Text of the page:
I have always thought it was a cultural thing; a British trait where an elderly person thinks about lavender, gets incredibly excited and stops to ponder what lavender scented things they could buy, as to walk and ponder would be too much effort.  I was wrong.

Firstly this phenomenon isn't age specific and secondly it's not UK specific.  In both DC and NYC I've had people stop in front of me for no reason and if I could do a convincing American accent I would have shouted "Hey, I'm walkin' here".  My accent work, however, is still a work in progress.

Tuesday was a learning day for me.  I took two UCB Del Close marathon workshops in a row which is a bit hardcore.  This was mainly by accident than design.  I liked what both were about, booked them and then realised they went one after the next. 

Class one was Jordan Klepper's "Notice Harder".  I liked the idea of being able to notice more stuff at the top of the scene and I also liked that the title seemed slightly rude. Kinda.  I remember hearing Jordan on a UCB podcast and I remember he has a Chicago background.  This also swayed me to take the workshop.  I was right to be swayed.  He's a super enthusiastic teacher and I felt like I was able to do good work just by paying attention to what was happening at the top of the scene, without really having to think.  As someone who is a heady improviser, this was useful stuff that I can take away and use.

Class two was Brandon Gardner's workshop about "second beats" and how to initiate them well.  Brandon taught me improv 201 at the UCB and MissImp brought him to Nottingham last year to teach too.  This workshop really helped me realise that all the thinking I do between first and second beats is stopping me notice other stuff that's going on.  It's stopping me from doing good support work.  Second beats were made a lot more easy and powerful in the workshop.  All in all, a day of good learning.

I ended the day by popping into the Magnet Musical Mixer at The Magnet Theatre.  It's a musical improv jam where anyone can get up and do a scene that turns into a song.  There was a four piece band playing with the improvisers last night.  They were incredible.  I got to do a song about being a butcher who named all his dead cows.  It was emotional.  Drinks afterwards and a late F train back to Brooklyn ensued.

Tuesday, 25 June 2013

Improv Adventure - Day Four

The day I didn't expect

Monday was my day to leave DC and take the train to the Big Apple and it's a day I couldn't have foreseen even with special 3D future-seeing specs.

Just before getting my hair restoring sleep, I saw that Rachel Dratch was performing in an improv show in NYC.  It's a format of show I've seen before (Gravid Water) and loved - and I've never seen Rachel Dratch live.  The show was sold out and my "I will not be defeated" mood descended like a Churchillian resolve from above me.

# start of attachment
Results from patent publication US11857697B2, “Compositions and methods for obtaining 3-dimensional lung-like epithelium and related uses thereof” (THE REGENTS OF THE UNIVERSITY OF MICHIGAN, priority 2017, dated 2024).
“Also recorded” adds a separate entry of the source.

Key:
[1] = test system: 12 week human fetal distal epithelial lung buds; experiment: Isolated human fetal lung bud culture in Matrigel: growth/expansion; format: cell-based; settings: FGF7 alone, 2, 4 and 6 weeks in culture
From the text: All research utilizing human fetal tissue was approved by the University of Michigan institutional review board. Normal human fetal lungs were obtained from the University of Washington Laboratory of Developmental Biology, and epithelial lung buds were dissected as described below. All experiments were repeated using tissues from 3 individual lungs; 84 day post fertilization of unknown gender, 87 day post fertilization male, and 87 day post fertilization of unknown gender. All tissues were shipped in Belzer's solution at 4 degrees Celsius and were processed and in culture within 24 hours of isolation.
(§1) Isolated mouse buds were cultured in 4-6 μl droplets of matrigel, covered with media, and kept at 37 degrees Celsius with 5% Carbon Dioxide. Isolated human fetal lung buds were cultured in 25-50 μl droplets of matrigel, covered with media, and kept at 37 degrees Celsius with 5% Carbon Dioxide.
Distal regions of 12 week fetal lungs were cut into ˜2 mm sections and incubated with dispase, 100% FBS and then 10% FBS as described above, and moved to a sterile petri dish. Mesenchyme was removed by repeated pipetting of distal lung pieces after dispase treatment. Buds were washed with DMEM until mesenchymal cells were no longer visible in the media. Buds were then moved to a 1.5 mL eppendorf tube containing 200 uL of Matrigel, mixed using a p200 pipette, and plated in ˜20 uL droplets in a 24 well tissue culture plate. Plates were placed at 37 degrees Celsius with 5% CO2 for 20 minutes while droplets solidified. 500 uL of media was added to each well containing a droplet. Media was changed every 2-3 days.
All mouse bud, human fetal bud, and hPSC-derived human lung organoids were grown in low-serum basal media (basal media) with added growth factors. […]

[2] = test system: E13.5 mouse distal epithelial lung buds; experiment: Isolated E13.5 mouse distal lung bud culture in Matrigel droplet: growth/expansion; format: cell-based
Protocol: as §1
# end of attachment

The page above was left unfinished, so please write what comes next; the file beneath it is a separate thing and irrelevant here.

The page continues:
It's at this point you are probably asking "Hey, Lloydie, why did you have to see Rachel Dratch live so bad?" and lucky, lucky you, I'm going to answer that.  When I first moved to Nottingham, nearly five years ago, I was searching for something to do.  I'd toyed with the idea of doing stand-up and I knew I wanted to write another of my daft one act plays, but I felt there was probably a "thing" that would make a good hobby.  

One evening I was watching out-takes from the sitcom 30 Rock (in which Dratch made a series of hilarious cameos) and I came across a video of the Upright Citizens Brigade performing improv.  Tina Fey did a monologue about ham, and a bunch of people including Rachel performed scenes from that monologue.  I knew as soon as I saw it that I wanted to do something like that.  I googled "Improv Nottingham" and found MissImp.  I joined the group a week later, started performing in shows and then ended up deciding to take classes at the Upright Citizens Brigade theatre (which involved flying over the Atlantic for intensive classes).

So, back to Monday night.  I tweeted Rachel Dratch..... and she replied.  And she told me to tweet her the next day about a ticket.  Ok, so I'd played the "I'm English and only over for the week" card, but that was true and... well... you read what I put in the last couple of paragraphs, right? 

I woke on Monday and said goodbye to my incredible hosts from DC.  I cannot express how lovely they were to me for my stay or how welcome everyone made me feel in Washington.  The Amtrak train to NYC was very much like East Midlands Trains except there's more room in standard coach class than there is in East Midlands Trains' first class coach.  Plus there was free wifi for the whole three hour journey.  Actually, it's really not like East Midlands Trains.

Rachel Dratch tweeted back while I was on the journey.  She had put a ticket by in my name for the show.  DELIGHTED!

I arrive at the theatre and I collect my ticket, fully expecting to pay - but the ticket was a comp.  Way more than I deserved.  The show was hilarious.  They take actors and make them learn 10 minute sections of plays and then pair them with an improviser who doesn't know the play or what it's about and the actor has to stick to their lines, while the improviser deals with what's happening... somehow.  It works.  It works brilliantly and last night's show had me aching with laughter.